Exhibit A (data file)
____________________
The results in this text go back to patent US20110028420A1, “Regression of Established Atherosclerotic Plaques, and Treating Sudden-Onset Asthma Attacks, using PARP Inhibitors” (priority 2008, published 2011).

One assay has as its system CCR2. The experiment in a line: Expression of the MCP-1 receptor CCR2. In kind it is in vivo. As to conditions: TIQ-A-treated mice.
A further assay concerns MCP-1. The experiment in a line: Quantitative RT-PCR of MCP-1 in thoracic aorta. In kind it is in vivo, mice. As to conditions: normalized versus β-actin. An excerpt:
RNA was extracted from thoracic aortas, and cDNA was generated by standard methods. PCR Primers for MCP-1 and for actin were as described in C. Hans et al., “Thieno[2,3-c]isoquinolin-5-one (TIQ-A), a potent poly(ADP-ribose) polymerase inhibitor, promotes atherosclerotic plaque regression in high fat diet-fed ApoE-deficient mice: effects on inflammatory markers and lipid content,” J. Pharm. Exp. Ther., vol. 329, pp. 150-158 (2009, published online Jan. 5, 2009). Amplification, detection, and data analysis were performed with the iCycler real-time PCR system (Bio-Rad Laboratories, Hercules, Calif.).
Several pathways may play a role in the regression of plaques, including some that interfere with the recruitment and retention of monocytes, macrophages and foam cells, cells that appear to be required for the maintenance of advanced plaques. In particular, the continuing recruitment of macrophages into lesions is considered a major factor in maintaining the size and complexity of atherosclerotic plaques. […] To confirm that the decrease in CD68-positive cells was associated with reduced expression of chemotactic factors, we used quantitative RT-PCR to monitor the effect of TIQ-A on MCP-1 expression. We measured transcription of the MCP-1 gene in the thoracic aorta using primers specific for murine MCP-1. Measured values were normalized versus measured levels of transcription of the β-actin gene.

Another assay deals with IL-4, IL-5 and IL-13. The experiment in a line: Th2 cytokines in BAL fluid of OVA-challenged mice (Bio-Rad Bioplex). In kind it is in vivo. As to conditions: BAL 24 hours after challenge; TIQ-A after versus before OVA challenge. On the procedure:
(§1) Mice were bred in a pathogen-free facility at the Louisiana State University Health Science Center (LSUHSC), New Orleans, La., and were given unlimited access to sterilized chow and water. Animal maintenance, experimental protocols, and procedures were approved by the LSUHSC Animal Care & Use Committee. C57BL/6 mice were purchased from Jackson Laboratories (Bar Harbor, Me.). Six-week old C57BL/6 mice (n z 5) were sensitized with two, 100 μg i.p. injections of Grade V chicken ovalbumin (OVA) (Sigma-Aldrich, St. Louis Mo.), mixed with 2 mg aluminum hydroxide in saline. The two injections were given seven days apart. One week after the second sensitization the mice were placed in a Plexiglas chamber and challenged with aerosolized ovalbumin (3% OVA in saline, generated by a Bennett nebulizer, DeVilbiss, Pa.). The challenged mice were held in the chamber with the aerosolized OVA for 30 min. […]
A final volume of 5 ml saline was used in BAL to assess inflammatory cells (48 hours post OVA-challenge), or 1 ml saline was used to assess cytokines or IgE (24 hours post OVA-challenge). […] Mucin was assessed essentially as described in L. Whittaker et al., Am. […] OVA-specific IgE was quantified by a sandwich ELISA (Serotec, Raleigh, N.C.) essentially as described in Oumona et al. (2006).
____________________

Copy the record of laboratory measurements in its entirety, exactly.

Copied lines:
The results in this text go back to patent US20110028420A1, “Regression of Established Atherosclerotic Plaques, and Treating Sudden-Onset Asthma Attacks, using PARP Inhibitors” (priority 2008, published 2011).

One assay has as its system CCR2. The experiment in a line: Expression of the MCP-1 receptor CCR2. In kind it is in vivo. As to conditions: TIQ-A-treated mice.
A further assay concerns MCP-1. The experiment in a line: Quantitative RT-PCR of MCP-1 in thoracic aorta. In kind it is in vivo, mice. As to conditions: normalized versus β-actin. An excerpt:
RNA was extracted from thoracic aortas, and cDNA was generated by standard methods. PCR Primers for MCP-1 and for actin were as described in C. Hans et al., “Thieno[2,3-c]isoquinolin-5-one (TIQ-A), a potent poly(ADP-ribose) polymerase inhibitor, promotes atherosclerotic plaque regression in high fat diet-fed ApoE-deficient mice: effects on inflammatory markers and lipid content,” J. Pharm. Exp. Ther., vol. 329, pp. 150-158 (2009, published online Jan. 5, 2009). Amplification, detection, and data analysis were performed with the iCycler real-time PCR system (Bio-Rad Laboratories, Hercules, Calif.).
Several pathways may play a role in the regression of plaques, including some that interfere with the recruitment and retention of monocytes, macrophages and foam cells, cells that appear to be required for the maintenance of advanced plaques. In particular, the continuing recruitment of macrophages into lesions is considered a major factor in maintaining the size and complexity of atherosclerotic plaques. […] To confirm that the decrease in CD68-positive cells was associated with reduced expression of chemotactic factors, we used quantitative RT-PCR to monitor the effect of TIQ-A on MCP-1 expression. We measured transcription of the MCP-1 gene in the thoracic aorta using primers specific for murine MCP-1. Measured values were normalized versus measured levels of transcription of the β-actin gene.

Another assay deals with IL-4, IL-5 and IL-13. The experiment in a line: Th2 cytokines in BAL fluid of OVA-challenged mice (Bio-Rad Bioplex). In kind it is in vivo. As to conditions: BAL 24 hours after challenge; TIQ-A after versus before OVA challenge. On the procedure:
(§1) Mice were bred in a pathogen-free facility at the Louisiana State University Health Science Center (LSUHSC), New Orleans, La., and were given unlimited access to sterilized chow and water. Animal maintenance, experimental protocols, and procedures were approved by the LSUHSC Animal Care & Use Committee. C57BL/6 mice were purchased from Jackson Laboratories (Bar Harbor, Me.). Six-week old C57BL/6 mice (n z 5) were sensitized with two, 100 μg i.p. injections of Grade V chicken ovalbumin (OVA) (Sigma-Aldrich, St. Louis Mo.), mixed with 2 mg aluminum hydroxide in saline. The two injections were given seven days apart. One week after the second sensitization the mice were placed in a Plexiglas chamber and challenged with aerosolized ovalbumin (3% OVA in saline, generated by a Bennett nebulizer, DeVilbiss, Pa.). The challenged mice were held in the chamber with the aerosolized OVA for 30 min. […]
A final volume of 5 ml saline was used in BAL to assess inflammatory cells (48 hours post OVA-challenge), or 1 ml saline was used to assess cytokines or IgE (24 hours post OVA-challenge). […] Mucin was assessed essentially as described in L. Whittaker et al., Am. […] OVA-specific IgE was quantified by a sandwich ELISA (Serotec, Raleigh, N.C.) essentially as described in Oumona et al. (2006).